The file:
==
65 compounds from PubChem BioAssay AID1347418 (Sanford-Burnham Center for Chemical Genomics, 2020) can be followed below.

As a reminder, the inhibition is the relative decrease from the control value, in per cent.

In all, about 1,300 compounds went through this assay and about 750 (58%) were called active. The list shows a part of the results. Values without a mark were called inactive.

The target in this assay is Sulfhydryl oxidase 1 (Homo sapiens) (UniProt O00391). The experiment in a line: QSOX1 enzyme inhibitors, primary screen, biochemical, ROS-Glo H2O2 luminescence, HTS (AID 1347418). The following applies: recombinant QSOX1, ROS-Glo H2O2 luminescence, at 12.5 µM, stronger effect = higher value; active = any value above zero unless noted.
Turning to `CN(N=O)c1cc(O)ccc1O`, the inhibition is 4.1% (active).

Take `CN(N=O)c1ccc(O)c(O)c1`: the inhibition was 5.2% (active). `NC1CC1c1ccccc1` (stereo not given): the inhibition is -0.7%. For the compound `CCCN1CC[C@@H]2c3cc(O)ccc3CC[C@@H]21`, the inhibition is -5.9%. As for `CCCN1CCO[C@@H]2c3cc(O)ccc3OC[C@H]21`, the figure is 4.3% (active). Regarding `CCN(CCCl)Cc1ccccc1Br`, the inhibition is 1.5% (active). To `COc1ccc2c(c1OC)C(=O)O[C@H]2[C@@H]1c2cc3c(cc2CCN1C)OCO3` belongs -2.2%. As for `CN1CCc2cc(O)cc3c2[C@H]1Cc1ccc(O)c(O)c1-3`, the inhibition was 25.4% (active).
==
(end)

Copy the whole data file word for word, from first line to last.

65 compounds from PubChem BioAssay AID1347418 (Sanford-Burnham Center for Chemical Genomics, 2020) can be followed below.

As a reminder, the inhibition is the relative decrease from the control value, in per cent.

In all, about 1,300 compounds went through this assay and about 750 (58%) were called active. The list shows a part of the results. Values without a mark were called inactive.

The target in this assay is Sulfhydryl oxidase 1 (Homo sapiens) (UniProt O00391). The experiment in a line: QSOX1 enzyme inhibitors, primary screen, biochemical, ROS-Glo H2O2 luminescence, HTS (AID 1347418). The following applies: recombinant QSOX1, ROS-Glo H2O2 luminescence, at 12.5 µM, stronger effect = higher value; active = any value above zero unless noted.
Turning to `CN(N=O)c1cc(O)ccc1O`, the inhibition is 4.1% (active).

Take `CN(N=O)c1ccc(O)c(O)c1`: the inhibition was 5.2% (active). `NC1CC1c1ccccc1` (stereo not given): the inhibition is -0.7%. For the compound `CCCN1CC[C@@H]2c3cc(O)ccc3CC[C@@H]21`, the inhibition is -5.9%. As for `CCCN1CCO[C@@H]2c3cc(O)ccc3OC[C@H]21`, the figure is 4.3% (active). Regarding `CCN(CCCl)Cc1ccccc1Br`, the inhibition is 1.5% (active). To `COc1ccc2c(c1OC)C(=O)O[C@H]2[C@@H]1c2cc3c(cc2CCN1C)OCO3` belongs -2.2%. As for `CN1CCc2cc(O)cc3c2[C@H]1Cc1ccc(O)c(O)c1-3`, the inhibition was 25.4% (active).